Pros: Free, Reduced Duplication, Easy to share, Relatively easy to automate
Cons: Increased cost, Increased risk due to code errors, Increased complexity
Neutral: Level of fragility depends on level of developer

There are Selenium WebDriver libraries for Java, Python, Ruby, and .Net. By using an existing Unit testing framework we don't have to write our own Test Runner and it is likely to have documentation and/or plugins for integrating into most of the popular build engines.

For the purpose of this post, we are again going to create tests against my contact page, but we'll be increasing the number of tests. We will be using the .Net driver, C#, and the MS Test framework.

Note: I would advise this unit test project be separate from the overall solution for your application. Keeping it separate means you can version it separately, build and run it separately, and easily run the real unit tests in your product solution without accidentally running the interface ones as well.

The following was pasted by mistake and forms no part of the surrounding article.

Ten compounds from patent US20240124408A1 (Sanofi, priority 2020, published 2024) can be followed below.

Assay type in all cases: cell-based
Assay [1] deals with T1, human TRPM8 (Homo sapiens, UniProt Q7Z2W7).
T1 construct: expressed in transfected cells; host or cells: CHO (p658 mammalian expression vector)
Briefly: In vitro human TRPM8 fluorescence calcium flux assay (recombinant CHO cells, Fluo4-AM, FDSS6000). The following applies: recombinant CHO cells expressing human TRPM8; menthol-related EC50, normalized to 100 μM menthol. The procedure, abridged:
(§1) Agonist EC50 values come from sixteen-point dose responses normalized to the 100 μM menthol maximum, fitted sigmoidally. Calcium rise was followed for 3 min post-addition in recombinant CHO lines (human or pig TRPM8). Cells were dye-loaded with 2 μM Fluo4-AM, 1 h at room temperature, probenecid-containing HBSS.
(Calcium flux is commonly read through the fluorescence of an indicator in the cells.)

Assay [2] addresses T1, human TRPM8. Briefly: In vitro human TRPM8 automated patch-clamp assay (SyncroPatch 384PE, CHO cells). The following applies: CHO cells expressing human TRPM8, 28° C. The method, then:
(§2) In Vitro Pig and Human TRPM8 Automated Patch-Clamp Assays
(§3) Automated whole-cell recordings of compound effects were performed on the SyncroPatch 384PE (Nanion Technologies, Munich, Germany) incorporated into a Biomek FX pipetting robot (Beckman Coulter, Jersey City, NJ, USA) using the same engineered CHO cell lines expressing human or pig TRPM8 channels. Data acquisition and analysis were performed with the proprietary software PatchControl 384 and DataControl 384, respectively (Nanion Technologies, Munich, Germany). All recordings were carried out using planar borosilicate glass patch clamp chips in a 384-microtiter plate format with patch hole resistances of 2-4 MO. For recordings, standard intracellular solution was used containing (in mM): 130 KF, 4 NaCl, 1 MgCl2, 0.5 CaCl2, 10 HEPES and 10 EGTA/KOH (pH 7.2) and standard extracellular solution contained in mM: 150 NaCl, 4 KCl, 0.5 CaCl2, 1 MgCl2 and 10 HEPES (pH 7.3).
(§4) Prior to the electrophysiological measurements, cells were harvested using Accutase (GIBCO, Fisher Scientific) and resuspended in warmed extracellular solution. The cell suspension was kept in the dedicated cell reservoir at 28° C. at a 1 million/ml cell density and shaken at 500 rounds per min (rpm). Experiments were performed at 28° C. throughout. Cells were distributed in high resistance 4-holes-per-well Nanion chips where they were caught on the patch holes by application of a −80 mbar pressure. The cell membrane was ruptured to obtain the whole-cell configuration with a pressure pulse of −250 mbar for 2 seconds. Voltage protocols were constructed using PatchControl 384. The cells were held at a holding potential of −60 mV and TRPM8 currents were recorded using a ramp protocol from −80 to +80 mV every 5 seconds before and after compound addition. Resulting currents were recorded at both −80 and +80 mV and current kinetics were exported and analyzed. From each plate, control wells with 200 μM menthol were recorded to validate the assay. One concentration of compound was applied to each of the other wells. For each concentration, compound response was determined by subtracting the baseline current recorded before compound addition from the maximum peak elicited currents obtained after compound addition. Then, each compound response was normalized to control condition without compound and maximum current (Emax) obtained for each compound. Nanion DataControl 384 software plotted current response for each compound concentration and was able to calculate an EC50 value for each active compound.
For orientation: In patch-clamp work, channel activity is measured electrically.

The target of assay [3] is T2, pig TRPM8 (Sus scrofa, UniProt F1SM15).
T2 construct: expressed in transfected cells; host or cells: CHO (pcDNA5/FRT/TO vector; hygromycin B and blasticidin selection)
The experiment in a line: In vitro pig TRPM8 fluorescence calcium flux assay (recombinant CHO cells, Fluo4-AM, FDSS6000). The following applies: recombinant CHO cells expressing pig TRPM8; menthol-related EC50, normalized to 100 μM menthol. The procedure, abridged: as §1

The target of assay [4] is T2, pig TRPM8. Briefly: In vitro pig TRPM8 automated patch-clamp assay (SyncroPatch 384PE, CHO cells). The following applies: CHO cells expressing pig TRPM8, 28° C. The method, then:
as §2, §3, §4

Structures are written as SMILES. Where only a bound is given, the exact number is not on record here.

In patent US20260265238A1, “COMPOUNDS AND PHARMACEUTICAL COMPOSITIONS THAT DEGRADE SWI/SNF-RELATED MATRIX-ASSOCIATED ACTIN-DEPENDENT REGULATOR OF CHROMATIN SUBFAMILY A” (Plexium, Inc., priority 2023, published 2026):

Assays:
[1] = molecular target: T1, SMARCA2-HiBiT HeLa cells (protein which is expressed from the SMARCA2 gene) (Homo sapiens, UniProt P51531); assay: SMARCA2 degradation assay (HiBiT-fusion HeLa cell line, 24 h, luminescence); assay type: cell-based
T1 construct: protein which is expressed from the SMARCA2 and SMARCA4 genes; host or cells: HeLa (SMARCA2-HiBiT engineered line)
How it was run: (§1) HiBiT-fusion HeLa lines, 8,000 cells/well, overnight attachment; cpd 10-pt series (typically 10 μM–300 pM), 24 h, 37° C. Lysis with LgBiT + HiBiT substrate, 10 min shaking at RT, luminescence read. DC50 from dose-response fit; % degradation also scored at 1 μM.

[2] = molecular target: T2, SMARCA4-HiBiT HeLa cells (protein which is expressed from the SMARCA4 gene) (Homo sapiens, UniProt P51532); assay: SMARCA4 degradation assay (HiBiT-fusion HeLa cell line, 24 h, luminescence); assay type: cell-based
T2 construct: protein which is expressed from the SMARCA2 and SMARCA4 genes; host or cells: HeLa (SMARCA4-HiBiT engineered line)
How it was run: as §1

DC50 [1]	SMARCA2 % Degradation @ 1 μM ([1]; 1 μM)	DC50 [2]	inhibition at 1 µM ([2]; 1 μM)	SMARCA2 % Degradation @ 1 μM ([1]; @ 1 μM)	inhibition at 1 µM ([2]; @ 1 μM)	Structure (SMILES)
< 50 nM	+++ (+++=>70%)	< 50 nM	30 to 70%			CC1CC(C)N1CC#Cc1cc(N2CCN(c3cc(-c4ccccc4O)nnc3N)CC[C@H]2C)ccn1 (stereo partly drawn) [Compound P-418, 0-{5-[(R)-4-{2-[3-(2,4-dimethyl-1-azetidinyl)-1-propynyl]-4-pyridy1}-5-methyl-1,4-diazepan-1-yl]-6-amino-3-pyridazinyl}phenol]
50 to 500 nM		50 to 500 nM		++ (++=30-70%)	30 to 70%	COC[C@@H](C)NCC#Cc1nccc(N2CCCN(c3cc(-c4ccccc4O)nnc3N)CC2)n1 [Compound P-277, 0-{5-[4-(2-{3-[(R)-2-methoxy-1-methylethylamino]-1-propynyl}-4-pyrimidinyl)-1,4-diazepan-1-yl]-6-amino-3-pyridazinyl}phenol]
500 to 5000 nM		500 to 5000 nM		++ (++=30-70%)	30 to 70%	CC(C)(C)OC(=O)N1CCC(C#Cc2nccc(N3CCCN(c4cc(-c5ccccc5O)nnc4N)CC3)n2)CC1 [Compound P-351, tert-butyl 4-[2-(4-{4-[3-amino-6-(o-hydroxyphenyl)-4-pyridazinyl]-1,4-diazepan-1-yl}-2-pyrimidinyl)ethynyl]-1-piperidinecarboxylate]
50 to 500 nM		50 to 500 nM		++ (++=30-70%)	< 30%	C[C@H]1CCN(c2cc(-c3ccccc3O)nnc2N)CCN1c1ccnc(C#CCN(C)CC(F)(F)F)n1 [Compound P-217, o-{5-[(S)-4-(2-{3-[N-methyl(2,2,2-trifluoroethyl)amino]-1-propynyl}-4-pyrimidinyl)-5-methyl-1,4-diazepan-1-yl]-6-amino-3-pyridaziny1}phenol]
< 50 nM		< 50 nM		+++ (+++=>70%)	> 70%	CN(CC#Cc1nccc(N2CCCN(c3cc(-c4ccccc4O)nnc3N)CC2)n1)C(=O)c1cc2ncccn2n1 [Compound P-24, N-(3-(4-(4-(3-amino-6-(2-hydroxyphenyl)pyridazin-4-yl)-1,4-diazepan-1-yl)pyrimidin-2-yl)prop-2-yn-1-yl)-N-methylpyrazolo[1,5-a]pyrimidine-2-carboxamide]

Note 2: I had intended to do this in VB.Net originally, but the downside of switching easily between languages in the same IDE is that sometimes you find yourself writing in the wrong one without even realizing it.

Getting Started

After creating our .Net solution to house the test project, we need to add a reference to the Selenium WebDriver library. This can be downloaded from the Web Driver Download page or added via NuGet:

PM> Install-Package Selenium.WebDriver

Note: If you don't have NuGet installed, I highly recommend you go check it out at http://nuget.org/ or read more about it in this recent MSDN article. NuGet is a package manager that allows us to quickly download, install, and update 3rd party packages in Visual Studio. It not only makes it easier to keep 3rd party libraries up to date, but also makes a number of packages more accessible, since they generally install the appropriate settings and references to easily get us started.

Once we have all of that set up, we can create a single class file with a quick test function to verify we're ready to go:

Code: csharp
using System;
using Microsoft.VisualStudio.TestTools.UnitTesting;
using OpenQA.Selenium.Firefox;
 
namespace SampleWebDriverUnitTest {
 
    [TestClass]
    public class GettingStartedTest {
        public GettingStartedTest() { }
 
        [TestMethod]
        public void GettingStarted_BasicFireFoxGET_LoadsPage() {
            using (FirefoxDriver driver = new FirefoxDriver()) {
                driver.Url = "http://tiernok.com";